Barnes & Noble CEO Steve Riggio gave the most detailedaccount of how Barnes & Noble plans to navigate the digital waters in hisconference call discussing third quarter results on Tuesday. E-book sales atthe company have "simply exploded" Riggio said and B&N's market share ofe-books on some titles is already higher than its share for print books. E-booksales have been helped by the release of the Nook, which Riggio said isB&N's single biggest seller, but the company has seen good growth ine-books used across a variety of devices ranging from the iPhone toBlackberrys.

B&N remains committed to offering consumers access todigital content "however they want it," and Riggio told analysts that thee-book market "is not a two horse race" between Apple and Amazon, adding thatwith its core technology in place B&N is well positioned to benefit fromthe digital boom. He called the sale of e-books the new growth story forB&N, one that could rival the 1990s when the retailer began rolling out itssuperstores. He said 2010 will be a "watershed" year for the company as ittransitions from a bricks-and-mortar bookseller to an e-commerce retailer.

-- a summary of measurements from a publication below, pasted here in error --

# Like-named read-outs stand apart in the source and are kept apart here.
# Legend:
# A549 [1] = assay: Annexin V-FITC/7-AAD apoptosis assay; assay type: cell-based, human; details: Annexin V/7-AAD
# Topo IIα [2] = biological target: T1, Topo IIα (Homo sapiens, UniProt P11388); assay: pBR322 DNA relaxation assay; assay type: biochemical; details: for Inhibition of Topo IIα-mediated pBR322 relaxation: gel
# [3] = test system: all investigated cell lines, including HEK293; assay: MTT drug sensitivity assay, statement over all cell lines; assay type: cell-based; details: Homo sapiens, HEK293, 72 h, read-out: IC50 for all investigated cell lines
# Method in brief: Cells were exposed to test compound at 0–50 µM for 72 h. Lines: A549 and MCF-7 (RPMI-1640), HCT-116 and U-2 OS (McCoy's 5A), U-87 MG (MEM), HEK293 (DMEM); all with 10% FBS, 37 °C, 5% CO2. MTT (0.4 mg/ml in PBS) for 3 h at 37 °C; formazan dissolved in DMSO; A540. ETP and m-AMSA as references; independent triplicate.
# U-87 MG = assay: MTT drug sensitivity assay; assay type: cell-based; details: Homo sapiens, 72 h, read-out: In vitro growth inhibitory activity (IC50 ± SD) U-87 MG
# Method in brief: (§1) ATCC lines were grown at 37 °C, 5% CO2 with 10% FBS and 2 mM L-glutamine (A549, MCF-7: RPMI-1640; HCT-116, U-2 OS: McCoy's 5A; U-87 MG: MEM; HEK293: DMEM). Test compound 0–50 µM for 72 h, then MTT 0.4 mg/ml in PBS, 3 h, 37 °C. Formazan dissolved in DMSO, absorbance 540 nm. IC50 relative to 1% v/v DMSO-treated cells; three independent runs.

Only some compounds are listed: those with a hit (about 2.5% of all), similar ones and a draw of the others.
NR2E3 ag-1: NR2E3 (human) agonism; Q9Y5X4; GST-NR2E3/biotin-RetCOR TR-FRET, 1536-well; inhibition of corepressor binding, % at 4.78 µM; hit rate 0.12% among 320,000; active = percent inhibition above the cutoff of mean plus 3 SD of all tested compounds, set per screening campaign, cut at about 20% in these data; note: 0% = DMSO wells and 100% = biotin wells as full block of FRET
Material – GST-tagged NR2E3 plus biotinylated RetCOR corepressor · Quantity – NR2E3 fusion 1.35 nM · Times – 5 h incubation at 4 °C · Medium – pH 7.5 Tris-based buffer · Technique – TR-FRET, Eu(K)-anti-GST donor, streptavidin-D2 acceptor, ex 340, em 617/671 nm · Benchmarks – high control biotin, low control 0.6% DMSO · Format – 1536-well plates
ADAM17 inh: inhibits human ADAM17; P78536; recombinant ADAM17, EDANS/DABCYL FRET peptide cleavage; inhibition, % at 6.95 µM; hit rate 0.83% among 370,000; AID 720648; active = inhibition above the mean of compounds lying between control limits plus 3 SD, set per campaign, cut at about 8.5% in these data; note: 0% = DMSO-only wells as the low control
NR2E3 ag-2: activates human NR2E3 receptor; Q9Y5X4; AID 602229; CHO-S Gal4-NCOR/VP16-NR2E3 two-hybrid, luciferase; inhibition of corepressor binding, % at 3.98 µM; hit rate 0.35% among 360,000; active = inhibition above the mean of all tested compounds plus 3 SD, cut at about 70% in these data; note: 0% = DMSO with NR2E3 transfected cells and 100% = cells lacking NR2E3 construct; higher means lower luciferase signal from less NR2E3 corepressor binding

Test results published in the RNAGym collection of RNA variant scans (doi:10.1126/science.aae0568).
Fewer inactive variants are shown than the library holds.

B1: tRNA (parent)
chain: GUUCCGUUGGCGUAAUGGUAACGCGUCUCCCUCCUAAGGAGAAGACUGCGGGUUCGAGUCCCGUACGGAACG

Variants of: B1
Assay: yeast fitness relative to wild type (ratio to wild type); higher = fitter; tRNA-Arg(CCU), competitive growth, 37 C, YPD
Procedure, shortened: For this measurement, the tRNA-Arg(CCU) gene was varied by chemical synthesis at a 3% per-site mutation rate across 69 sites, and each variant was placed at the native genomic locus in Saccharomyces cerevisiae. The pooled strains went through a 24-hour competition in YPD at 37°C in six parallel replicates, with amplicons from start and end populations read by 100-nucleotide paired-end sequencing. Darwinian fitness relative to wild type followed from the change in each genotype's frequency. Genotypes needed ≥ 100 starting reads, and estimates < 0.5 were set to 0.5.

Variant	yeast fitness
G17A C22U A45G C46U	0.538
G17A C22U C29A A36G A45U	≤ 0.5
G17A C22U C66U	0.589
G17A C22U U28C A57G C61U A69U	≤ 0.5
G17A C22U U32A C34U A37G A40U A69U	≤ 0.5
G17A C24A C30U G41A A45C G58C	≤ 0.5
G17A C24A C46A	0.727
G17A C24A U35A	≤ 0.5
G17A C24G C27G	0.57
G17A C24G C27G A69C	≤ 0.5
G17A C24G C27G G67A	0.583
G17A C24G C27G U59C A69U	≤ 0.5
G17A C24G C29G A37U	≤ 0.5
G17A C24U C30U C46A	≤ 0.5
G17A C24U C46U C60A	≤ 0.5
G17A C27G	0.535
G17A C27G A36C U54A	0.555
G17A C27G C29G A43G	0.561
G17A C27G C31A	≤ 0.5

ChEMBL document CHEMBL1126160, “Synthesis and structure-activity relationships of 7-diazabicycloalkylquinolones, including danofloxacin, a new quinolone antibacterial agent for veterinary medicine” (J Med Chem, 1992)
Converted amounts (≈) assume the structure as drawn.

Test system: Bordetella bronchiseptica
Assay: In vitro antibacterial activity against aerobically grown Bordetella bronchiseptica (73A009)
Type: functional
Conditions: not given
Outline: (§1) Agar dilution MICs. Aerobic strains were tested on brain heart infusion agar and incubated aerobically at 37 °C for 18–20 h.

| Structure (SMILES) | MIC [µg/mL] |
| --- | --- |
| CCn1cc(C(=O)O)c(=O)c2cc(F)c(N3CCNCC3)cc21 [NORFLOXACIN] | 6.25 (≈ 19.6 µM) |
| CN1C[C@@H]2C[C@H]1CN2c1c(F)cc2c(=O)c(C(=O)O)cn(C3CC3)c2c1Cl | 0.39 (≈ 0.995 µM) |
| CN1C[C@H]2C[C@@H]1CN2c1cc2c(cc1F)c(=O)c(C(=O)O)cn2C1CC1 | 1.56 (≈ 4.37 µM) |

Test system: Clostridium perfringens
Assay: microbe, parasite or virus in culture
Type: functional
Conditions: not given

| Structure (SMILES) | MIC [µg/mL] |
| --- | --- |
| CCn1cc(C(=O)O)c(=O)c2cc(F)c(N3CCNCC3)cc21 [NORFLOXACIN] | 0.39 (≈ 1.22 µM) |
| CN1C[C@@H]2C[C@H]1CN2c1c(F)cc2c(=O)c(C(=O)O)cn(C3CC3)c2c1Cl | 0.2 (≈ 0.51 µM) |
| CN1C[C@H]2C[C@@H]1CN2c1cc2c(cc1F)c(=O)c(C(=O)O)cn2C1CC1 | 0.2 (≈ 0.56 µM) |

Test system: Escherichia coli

Its experience since returning to the e-book market lastyear with the purchase of Fictionwise has further convinced Riggio that themarket will be more consolidated than the traditional bookstore market where ittook B&N years to get its 18% (and growing) market share. He predicted thatB&N will top the 18% mark in e-books "overnight." While some analystsquestioned the need for B&N to develop its own e-reader, Riggio said thedevice helps bring people into stores and that the retailer plans to investeven more in its in-store Nook displays. He said its booksellers will become "e-bookevangelists." Riggio said he expects pricing of e-books to evolve with theagency model likely to become the dominate form of sale and said thateventually B&N will earn better margins from e-books than print books.